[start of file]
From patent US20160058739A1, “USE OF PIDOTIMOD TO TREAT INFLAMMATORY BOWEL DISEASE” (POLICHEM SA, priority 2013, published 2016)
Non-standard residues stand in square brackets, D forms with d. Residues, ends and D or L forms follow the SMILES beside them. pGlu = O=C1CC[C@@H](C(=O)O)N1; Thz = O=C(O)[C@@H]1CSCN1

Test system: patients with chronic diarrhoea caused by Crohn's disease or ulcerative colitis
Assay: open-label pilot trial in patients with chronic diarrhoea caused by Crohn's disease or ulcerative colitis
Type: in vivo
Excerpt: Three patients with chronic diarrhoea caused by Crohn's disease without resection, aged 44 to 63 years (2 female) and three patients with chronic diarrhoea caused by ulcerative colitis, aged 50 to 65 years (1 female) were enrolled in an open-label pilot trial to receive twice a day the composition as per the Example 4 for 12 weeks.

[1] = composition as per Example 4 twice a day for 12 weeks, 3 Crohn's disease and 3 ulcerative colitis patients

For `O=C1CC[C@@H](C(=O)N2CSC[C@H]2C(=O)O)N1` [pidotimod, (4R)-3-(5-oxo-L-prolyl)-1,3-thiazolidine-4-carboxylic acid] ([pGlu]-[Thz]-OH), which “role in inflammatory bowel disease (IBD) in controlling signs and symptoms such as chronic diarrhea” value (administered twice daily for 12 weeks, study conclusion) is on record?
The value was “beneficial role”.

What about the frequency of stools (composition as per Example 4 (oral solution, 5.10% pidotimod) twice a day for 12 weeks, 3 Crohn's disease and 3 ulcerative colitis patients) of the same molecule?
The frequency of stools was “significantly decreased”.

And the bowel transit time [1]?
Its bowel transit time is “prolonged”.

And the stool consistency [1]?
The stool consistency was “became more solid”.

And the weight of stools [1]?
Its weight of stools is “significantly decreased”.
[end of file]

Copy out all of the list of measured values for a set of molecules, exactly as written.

From patent US20160058739A1, “USE OF PIDOTIMOD TO TREAT INFLAMMATORY BOWEL DISEASE” (POLICHEM SA, priority 2013, published 2016)
Non-standard residues stand in square brackets, D forms with d. Residues, ends and D or L forms follow the SMILES beside them. pGlu = O=C1CC[C@@H](C(=O)O)N1; Thz = O=C(O)[C@@H]1CSCN1

Test system: patients with chronic diarrhoea caused by Crohn's disease or ulcerative colitis
Assay: open-label pilot trial in patients with chronic diarrhoea caused by Crohn's disease or ulcerative colitis
Type: in vivo
Excerpt: Three patients with chronic diarrhoea caused by Crohn's disease without resection, aged 44 to 63 years (2 female) and three patients with chronic diarrhoea caused by ulcerative colitis, aged 50 to 65 years (1 female) were enrolled in an open-label pilot trial to receive twice a day the composition as per the Example 4 for 12 weeks.

[1] = composition as per Example 4 twice a day for 12 weeks, 3 Crohn's disease and 3 ulcerative colitis patients

For `O=C1CC[C@@H](C(=O)N2CSC[C@H]2C(=O)O)N1` [pidotimod, (4R)-3-(5-oxo-L-prolyl)-1,3-thiazolidine-4-carboxylic acid] ([pGlu]-[Thz]-OH), which “role in inflammatory bowel disease (IBD) in controlling signs and symptoms such as chronic diarrhea” value (administered twice daily for 12 weeks, study conclusion) is on record?
The value was “beneficial role”.

What about the frequency of stools (composition as per Example 4 (oral solution, 5.10% pidotimod) twice a day for 12 weeks, 3 Crohn's disease and 3 ulcerative colitis patients) of the same molecule?
The frequency of stools was “significantly decreased”.

And the bowel transit time [1]?
Its bowel transit time is “prolonged”.

And the stool consistency [1]?
The stool consistency was “became more solid”.

And the weight of stools [1]?
Its weight of stools is “significantly decreased”.